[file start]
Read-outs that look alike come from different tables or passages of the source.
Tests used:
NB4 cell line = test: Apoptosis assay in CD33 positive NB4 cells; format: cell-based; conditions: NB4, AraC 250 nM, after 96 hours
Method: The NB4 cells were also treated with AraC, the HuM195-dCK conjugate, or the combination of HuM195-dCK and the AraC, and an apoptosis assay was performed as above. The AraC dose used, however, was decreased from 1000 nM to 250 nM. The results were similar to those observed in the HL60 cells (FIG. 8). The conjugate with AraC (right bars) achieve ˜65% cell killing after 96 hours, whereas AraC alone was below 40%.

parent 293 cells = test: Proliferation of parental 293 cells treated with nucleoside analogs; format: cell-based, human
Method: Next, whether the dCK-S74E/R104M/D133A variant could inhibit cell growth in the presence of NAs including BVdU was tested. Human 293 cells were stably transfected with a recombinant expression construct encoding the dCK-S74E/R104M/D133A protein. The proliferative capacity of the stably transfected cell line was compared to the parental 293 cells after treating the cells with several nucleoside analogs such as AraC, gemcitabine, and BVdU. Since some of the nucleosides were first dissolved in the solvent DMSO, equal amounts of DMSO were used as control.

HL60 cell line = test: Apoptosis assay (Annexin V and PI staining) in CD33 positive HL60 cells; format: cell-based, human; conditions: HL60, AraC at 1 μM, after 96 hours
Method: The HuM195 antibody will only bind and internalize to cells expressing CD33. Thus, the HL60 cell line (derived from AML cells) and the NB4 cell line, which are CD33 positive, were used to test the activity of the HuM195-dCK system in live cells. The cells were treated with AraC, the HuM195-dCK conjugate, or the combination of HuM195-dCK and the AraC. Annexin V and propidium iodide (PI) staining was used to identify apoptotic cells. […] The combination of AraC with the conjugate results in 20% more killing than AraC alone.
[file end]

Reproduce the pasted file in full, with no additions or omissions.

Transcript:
Read-outs that look alike come from different tables or passages of the source.
Tests used:
NB4 cell line = test: Apoptosis assay in CD33 positive NB4 cells; format: cell-based; conditions: NB4, AraC 250 nM, after 96 hours
Method: The NB4 cells were also treated with AraC, the HuM195-dCK conjugate, or the combination of HuM195-dCK and the AraC, and an apoptosis assay was performed as above. The AraC dose used, however, was decreased from 1000 nM to 250 nM. The results were similar to those observed in the HL60 cells (FIG. 8). The conjugate with AraC (right bars) achieve ˜65% cell killing after 96 hours, whereas AraC alone was below 40%.

parent 293 cells = test: Proliferation of parental 293 cells treated with nucleoside analogs; format: cell-based, human
Method: Next, whether the dCK-S74E/R104M/D133A variant could inhibit cell growth in the presence of NAs including BVdU was tested. Human 293 cells were stably transfected with a recombinant expression construct encoding the dCK-S74E/R104M/D133A protein. The proliferative capacity of the stably transfected cell line was compared to the parental 293 cells after treating the cells with several nucleoside analogs such as AraC, gemcitabine, and BVdU. Since some of the nucleosides were first dissolved in the solvent DMSO, equal amounts of DMSO were used as control.

HL60 cell line = test: Apoptosis assay (Annexin V and PI staining) in CD33 positive HL60 cells; format: cell-based, human; conditions: HL60, AraC at 1 μM, after 96 hours
Method: The HuM195 antibody will only bind and internalize to cells expressing CD33. Thus, the HL60 cell line (derived from AML cells) and the NB4 cell line, which are CD33 positive, were used to test the activity of the HuM195-dCK system in live cells. The cells were treated with AraC, the HuM195-dCK conjugate, or the combination of HuM195-dCK and the AraC. Annexin V and propidium iodide (PI) staining was used to identify apoptotic cells. […] The combination of AraC with the conjugate results in 20% more killing than AraC alone.